[class*='col-'] {
      padding-left: 20px;
    }
    [class*='col-']:first-of-type {
      padding-left: 0;
    }
    
  41. Thanks for publishing this technique. The border-box seems to be the key in making this simply work.

  42. Yeah, separating the grid and modular content is the way to go. I’ll risk preaching to the crowd and tell you why I like it so much:

    1. It just feels right.

    2. If you need to move a module to another place column, it’s as easy as pick up and drop. You don’t have to change any grid classes to adjust it to its new home.

    3. I like to add margin-bottom to all my HTML5 semantic context-creating elements (section, article, nav, aside), such as margin-bottom: 30px. This guarantees that those areas that supposed to be separated logically are also separated visually. I then use some utility classes to add or decrease the margin on modules that might need it. Since the margin is applied to all the HTML5 context-creating elements, I simply choose the appropriate one of the module (most often section), and I know spacing will look good. So, as I build my site, I don’t have to worry about margins too much. I just layout my grid, start adding modules, and everything is spaced out nice and automatically.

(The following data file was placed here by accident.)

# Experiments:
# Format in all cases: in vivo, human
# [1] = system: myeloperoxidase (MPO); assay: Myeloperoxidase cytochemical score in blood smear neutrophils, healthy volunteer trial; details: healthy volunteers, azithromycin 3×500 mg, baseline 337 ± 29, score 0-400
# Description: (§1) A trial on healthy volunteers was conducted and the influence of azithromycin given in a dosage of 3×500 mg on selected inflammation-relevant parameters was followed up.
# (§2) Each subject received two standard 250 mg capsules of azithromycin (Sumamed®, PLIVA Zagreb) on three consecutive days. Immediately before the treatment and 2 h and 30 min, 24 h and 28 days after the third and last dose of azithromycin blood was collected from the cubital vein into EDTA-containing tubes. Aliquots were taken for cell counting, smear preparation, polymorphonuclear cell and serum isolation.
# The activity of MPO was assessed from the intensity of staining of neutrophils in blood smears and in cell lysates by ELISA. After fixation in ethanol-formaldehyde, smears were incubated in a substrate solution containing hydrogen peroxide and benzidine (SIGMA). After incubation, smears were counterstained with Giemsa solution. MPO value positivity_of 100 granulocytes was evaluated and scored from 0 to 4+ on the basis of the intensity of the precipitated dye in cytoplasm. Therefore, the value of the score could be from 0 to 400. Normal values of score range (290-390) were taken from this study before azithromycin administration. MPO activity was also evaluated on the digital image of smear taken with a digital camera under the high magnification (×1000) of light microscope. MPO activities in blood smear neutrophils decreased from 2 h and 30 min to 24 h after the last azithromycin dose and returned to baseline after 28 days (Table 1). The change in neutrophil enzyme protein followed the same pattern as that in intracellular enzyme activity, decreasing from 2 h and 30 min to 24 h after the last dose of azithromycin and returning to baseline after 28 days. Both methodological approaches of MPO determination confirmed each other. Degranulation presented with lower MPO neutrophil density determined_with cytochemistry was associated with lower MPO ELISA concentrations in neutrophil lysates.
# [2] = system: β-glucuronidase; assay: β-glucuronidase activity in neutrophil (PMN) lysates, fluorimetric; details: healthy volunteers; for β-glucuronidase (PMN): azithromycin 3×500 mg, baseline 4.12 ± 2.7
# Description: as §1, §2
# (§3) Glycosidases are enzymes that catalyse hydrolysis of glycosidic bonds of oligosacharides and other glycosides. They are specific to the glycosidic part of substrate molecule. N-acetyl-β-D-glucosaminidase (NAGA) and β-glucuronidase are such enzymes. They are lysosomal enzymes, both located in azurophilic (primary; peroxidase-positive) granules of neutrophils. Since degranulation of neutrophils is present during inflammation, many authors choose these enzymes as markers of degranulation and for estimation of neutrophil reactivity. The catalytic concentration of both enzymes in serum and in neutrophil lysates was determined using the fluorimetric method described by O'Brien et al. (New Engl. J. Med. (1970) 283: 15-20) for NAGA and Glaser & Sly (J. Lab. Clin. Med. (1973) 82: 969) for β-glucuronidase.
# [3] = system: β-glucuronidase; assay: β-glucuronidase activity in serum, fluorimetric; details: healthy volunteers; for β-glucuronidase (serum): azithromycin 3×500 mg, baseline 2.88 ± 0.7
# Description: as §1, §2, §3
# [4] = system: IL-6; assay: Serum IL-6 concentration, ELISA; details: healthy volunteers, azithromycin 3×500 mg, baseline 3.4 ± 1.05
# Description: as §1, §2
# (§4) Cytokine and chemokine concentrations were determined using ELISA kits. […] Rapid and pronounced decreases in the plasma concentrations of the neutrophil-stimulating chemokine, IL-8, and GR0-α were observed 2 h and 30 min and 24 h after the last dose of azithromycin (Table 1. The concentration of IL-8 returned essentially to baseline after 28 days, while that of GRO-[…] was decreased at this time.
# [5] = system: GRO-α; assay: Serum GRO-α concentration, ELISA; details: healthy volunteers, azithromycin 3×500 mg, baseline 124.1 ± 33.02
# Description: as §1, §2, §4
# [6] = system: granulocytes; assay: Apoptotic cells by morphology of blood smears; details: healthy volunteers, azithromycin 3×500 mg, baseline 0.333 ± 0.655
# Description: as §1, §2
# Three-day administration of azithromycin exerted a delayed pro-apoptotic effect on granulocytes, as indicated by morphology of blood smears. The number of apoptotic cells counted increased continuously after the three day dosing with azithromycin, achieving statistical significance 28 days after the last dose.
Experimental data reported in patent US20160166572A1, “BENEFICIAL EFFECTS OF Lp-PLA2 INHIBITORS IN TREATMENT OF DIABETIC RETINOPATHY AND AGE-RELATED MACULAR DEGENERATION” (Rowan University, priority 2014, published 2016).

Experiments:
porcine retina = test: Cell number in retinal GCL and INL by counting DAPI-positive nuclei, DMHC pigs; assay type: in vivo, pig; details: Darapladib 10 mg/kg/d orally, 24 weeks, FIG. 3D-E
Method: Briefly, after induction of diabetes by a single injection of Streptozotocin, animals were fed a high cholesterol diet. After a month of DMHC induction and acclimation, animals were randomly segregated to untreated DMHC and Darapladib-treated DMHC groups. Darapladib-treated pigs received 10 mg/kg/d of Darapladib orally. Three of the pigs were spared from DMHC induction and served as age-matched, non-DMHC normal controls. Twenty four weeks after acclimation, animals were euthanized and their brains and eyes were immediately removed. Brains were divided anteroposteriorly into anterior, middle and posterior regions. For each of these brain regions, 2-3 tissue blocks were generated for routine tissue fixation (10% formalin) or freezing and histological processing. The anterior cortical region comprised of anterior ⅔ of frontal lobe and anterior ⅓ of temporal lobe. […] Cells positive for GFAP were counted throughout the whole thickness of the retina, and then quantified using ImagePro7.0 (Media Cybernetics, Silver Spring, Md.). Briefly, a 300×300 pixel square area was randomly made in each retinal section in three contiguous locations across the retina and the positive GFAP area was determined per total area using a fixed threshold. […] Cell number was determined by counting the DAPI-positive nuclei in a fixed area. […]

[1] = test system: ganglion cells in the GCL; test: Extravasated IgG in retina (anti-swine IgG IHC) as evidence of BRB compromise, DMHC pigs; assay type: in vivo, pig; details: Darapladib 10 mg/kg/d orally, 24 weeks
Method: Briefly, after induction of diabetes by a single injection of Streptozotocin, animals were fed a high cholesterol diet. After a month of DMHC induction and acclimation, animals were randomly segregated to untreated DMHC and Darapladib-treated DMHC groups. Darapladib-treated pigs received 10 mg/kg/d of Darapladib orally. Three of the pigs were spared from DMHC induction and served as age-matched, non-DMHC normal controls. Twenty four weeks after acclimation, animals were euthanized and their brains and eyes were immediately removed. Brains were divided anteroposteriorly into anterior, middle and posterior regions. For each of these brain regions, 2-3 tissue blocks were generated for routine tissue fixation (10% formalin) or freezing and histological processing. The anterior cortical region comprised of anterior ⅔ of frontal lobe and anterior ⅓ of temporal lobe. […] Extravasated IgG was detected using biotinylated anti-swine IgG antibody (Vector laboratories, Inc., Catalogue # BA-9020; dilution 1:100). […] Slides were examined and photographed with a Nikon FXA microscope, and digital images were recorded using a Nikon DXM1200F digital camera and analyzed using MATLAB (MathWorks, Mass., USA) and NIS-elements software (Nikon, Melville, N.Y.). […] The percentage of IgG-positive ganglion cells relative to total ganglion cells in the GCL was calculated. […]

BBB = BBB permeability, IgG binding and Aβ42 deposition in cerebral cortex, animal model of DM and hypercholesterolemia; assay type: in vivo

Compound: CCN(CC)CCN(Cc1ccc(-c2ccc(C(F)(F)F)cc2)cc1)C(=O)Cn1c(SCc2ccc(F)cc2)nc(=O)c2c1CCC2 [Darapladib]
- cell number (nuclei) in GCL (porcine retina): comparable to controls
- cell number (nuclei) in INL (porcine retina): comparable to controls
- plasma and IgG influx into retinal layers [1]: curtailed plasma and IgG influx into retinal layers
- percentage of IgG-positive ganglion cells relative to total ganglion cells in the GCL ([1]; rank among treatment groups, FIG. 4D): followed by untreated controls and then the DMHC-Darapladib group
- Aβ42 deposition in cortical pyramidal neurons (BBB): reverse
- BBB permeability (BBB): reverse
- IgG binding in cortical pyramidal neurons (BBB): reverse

Example:

    .page section,
    .page article,
    .page aside,
    .page nav         { margin-bottom: 30px; }

    4. I also like to add this big of code to make spacing even tighter and more consistant.

    .page section > :last-child,
    .page aside > :last-child,
    .page article  > :last-child,
    .page nav > :last-child      { margin-bottom: 0; }

    This makes sure that the last element in a module has no margin bottom. This way the last element inside a module doesn’t add to the distance between two modules that are stacked inside of a grid column. Their distance is purely decided by he margin-bottom of the module HTML5 element. This also help f you add a background and padding to the module, because it removes that extra space towards the bottom and creates even spacing all the way around.